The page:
Teachers will find this game a great icebreaker for any conversation about border politics in particular and social justice in general. By queuing up ideas about the rights of humans to make choices about where and how they live and the political realities of those choices, The Migrant Trail will open up a conversation that can continue in the classroom. It should be useful both as an introduction to the topic and as a discussion starter after watching the film The Undocumented, and could also pair nicely with NPR: Borderland. For older students, placing The Migrant Trail in conversation with Papers, Please could make for a great unit on border politics and immigration policy as well as on serious game design.Continue reading Show less
Editor's Note: The Migrant Trail is no longer available.
Presented in comic book style spiced with real-world video and images, The Migrant Trail asks players to role-play either a U.S. Border Patrol officer or a Mexican national trying to enter the United States illegally. The game simulates the journey using a simple top-down view of a group walking down a desert road. At each branch in the road, players must choose a direction. As time goes on, more choices are required: Leave behind an injured member of the group? Drink dirty water to stay hydrated? Keeping an eye on a set of indicators measuring things like will, strength, and hydration, players carefully husband their limited supplies. Make a bad choice and they die. Run into the border patrol and they’re arrested. Border patrol officers drive the same road attempting to capture illegal immigrants -- or locate the remains of those who don't make it. A short epilogue describes what life in the United States is like for those who successfully make the crossing.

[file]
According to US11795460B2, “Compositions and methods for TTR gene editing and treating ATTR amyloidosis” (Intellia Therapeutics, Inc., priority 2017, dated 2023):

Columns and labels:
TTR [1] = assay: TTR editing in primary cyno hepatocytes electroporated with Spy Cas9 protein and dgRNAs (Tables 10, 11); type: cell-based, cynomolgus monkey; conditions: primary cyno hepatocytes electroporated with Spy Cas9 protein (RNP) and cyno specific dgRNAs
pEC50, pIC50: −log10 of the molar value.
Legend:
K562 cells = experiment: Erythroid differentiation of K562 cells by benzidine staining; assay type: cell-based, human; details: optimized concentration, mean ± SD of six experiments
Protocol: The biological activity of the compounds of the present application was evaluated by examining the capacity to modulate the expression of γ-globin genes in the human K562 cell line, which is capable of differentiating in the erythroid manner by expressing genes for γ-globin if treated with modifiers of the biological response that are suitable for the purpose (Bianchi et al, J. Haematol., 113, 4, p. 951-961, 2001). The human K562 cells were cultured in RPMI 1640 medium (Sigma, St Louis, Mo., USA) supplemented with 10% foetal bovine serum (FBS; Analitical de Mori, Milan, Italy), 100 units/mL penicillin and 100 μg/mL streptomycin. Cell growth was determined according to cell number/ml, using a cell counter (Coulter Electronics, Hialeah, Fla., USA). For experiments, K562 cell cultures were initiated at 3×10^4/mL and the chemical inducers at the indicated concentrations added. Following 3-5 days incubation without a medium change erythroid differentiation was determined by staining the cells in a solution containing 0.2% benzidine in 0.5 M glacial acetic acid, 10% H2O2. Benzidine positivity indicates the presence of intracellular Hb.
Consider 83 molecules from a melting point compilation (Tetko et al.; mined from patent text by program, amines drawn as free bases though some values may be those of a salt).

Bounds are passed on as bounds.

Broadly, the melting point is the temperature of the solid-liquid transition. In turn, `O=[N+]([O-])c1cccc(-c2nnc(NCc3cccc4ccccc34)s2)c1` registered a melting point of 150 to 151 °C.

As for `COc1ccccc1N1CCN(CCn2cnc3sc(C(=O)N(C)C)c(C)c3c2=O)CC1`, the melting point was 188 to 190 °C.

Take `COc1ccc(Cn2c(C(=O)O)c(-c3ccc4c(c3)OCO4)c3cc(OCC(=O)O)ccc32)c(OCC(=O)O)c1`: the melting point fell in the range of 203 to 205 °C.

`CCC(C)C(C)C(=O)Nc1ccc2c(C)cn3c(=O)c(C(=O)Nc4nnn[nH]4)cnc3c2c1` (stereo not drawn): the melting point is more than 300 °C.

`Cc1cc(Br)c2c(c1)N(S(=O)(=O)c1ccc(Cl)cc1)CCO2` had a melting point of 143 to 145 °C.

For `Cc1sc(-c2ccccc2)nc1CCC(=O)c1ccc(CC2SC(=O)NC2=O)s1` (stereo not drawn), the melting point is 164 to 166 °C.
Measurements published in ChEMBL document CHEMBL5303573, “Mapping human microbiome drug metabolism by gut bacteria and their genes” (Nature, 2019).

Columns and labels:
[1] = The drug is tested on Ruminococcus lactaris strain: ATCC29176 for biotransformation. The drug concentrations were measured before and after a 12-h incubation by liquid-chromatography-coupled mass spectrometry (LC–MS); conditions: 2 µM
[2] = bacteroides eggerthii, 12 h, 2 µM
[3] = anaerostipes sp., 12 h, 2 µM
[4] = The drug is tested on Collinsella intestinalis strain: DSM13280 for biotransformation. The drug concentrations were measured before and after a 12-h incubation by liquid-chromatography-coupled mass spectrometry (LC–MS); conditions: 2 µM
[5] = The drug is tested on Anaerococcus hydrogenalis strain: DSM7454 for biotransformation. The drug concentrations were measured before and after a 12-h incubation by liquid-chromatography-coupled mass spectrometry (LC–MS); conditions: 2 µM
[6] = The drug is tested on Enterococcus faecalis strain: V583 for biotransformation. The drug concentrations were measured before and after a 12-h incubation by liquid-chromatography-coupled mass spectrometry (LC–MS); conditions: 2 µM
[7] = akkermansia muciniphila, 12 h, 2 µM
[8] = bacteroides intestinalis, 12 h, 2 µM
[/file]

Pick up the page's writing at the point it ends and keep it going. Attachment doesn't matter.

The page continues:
As an experience of the conflict and dilemmas facing those who strive for access at the U.S./Mexico border, The Migrant Trail has something to offer. It's a powerful learning opportunity that gets kids considering different viewpoints, and building empathy and cultural perspective. Kids will learn to think more carefully about the issues -- and people -- involved in the greater border story. At the same time, the game itself provides only a limited taste of the challenge of keeping people on one side or the other of an invisible line. So, while The Migrant Trail provides a start on the journey of learning about complex social and political issues, it doesn't go quite far enough.
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